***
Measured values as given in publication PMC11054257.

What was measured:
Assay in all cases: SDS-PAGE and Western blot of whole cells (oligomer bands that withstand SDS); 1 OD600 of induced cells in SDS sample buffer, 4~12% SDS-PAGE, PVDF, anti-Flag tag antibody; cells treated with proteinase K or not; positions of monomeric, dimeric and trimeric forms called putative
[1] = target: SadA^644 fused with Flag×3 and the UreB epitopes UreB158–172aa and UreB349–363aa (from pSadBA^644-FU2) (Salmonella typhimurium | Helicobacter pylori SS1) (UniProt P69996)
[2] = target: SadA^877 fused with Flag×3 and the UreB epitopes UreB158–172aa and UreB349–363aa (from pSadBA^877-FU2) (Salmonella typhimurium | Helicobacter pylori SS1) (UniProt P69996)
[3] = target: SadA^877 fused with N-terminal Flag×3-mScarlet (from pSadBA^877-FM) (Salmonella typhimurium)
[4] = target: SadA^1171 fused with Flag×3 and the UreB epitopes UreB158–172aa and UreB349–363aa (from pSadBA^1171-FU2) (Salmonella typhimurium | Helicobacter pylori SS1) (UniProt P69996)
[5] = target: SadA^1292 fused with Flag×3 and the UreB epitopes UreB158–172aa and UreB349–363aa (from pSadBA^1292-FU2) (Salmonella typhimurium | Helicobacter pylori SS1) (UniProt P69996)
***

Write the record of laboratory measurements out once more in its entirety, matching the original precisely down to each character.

Measured values as given in publication PMC11054257.

What was measured:
Assay in all cases: SDS-PAGE and Western blot of whole cells (oligomer bands that withstand SDS); 1 OD600 of induced cells in SDS sample buffer, 4~12% SDS-PAGE, PVDF, anti-Flag tag antibody; cells treated with proteinase K or not; positions of monomeric, dimeric and trimeric forms called putative
[1] = target: SadA^644 fused with Flag×3 and the UreB epitopes UreB158–172aa and UreB349–363aa (from pSadBA^644-FU2) (Salmonella typhimurium | Helicobacter pylori SS1) (UniProt P69996)
[2] = target: SadA^877 fused with Flag×3 and the UreB epitopes UreB158–172aa and UreB349–363aa (from pSadBA^877-FU2) (Salmonella typhimurium | Helicobacter pylori SS1) (UniProt P69996)
[3] = target: SadA^877 fused with N-terminal Flag×3-mScarlet (from pSadBA^877-FM) (Salmonella typhimurium)
[4] = target: SadA^1171 fused with Flag×3 and the UreB epitopes UreB158–172aa and UreB349–363aa (from pSadBA^1171-FU2) (Salmonella typhimurium | Helicobacter pylori SS1) (UniProt P69996)
[5] = target: SadA^1292 fused with Flag×3 and the UreB epitopes UreB158–172aa and UreB349–363aa (from pSadBA^1292-FU2) (Salmonella typhimurium | Helicobacter pylori SS1) (UniProt P69996)